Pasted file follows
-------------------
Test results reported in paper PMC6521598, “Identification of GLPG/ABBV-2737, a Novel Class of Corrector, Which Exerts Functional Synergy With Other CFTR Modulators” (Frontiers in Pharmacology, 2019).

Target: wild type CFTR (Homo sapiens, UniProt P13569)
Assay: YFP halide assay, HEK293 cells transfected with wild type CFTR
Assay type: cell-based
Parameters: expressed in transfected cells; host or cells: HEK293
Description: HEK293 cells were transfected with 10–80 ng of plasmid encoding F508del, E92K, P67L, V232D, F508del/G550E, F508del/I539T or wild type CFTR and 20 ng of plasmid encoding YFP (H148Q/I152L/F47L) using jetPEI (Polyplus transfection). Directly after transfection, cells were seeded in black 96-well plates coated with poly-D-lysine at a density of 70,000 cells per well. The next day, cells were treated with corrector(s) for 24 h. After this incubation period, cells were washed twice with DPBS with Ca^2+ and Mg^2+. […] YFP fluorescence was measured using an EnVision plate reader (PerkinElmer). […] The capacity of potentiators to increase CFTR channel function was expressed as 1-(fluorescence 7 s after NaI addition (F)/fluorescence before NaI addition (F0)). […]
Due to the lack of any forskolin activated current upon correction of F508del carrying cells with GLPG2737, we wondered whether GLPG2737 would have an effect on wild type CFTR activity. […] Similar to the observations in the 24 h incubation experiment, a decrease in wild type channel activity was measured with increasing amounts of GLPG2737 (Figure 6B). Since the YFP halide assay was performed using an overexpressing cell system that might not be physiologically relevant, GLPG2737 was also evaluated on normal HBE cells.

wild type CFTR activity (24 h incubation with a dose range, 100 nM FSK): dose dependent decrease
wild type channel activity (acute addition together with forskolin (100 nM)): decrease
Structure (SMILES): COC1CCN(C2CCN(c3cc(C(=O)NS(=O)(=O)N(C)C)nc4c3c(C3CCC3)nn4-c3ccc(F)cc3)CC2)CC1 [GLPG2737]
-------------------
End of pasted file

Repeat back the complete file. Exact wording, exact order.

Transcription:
Test results reported in paper PMC6521598, “Identification of GLPG/ABBV-2737, a Novel Class of Corrector, Which Exerts Functional Synergy With Other CFTR Modulators” (Frontiers in Pharmacology, 2019).

Target: wild type CFTR (Homo sapiens, UniProt P13569)
Assay: YFP halide assay, HEK293 cells transfected with wild type CFTR
Assay type: cell-based
Parameters: expressed in transfected cells; host or cells: HEK293
Description: HEK293 cells were transfected with 10–80 ng of plasmid encoding F508del, E92K, P67L, V232D, F508del/G550E, F508del/I539T or wild type CFTR and 20 ng of plasmid encoding YFP (H148Q/I152L/F47L) using jetPEI (Polyplus transfection). Directly after transfection, cells were seeded in black 96-well plates coated with poly-D-lysine at a density of 70,000 cells per well. The next day, cells were treated with corrector(s) for 24 h. After this incubation period, cells were washed twice with DPBS with Ca^2+ and Mg^2+. […] YFP fluorescence was measured using an EnVision plate reader (PerkinElmer). […] The capacity of potentiators to increase CFTR channel function was expressed as 1-(fluorescence 7 s after NaI addition (F)/fluorescence before NaI addition (F0)). […]
Due to the lack of any forskolin activated current upon correction of F508del carrying cells with GLPG2737, we wondered whether GLPG2737 would have an effect on wild type CFTR activity. […] Similar to the observations in the 24 h incubation experiment, a decrease in wild type channel activity was measured with increasing amounts of GLPG2737 (Figure 6B). Since the YFP halide assay was performed using an overexpressing cell system that might not be physiologically relevant, GLPG2737 was also evaluated on normal HBE cells.

wild type CFTR activity (24 h incubation with a dose range, 100 nM FSK): dose dependent decrease
wild type channel activity (acute addition together with forskolin (100 nM)): decrease
Structure (SMILES): COC1CCN(C2CCN(c3cc(C(=O)NS(=O)(=O)N(C)C)nc4c3c(C3CCC3)nn4-c3ccc(F)cc3)CC2)CC1 [GLPG2737]